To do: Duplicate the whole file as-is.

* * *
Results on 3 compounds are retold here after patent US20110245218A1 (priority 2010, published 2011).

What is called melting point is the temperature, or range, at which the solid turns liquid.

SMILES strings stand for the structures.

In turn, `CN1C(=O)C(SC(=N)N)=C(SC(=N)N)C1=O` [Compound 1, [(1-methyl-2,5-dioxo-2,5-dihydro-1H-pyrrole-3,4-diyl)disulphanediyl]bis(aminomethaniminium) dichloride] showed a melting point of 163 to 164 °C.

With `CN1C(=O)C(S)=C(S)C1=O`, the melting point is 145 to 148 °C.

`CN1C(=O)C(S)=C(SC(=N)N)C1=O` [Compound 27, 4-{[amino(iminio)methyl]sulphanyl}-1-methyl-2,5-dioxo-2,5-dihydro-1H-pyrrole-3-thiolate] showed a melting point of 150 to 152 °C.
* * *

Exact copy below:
Results on 3 compounds are retold here after patent US20110245218A1 (priority 2010, published 2011).

What is called melting point is the temperature, or range, at which the solid turns liquid.

SMILES strings stand for the structures.

In turn, `CN1C(=O)C(SC(=N)N)=C(SC(=N)N)C1=O` [Compound 1, [(1-methyl-2,5-dioxo-2,5-dihydro-1H-pyrrole-3,4-diyl)disulphanediyl]bis(aminomethaniminium) dichloride] showed a melting point of 163 to 164 °C.

With `CN1C(=O)C(S)=C(S)C1=O`, the melting point is 145 to 148 °C.

`CN1C(=O)C(S)=C(SC(=N)N)C1=O` [Compound 27, 4-{[amino(iminio)methyl]sulphanyl}-1-methyl-2,5-dioxo-2,5-dihydro-1H-pyrrole-3-thiolate] showed a melting point of 150 to 152 °C.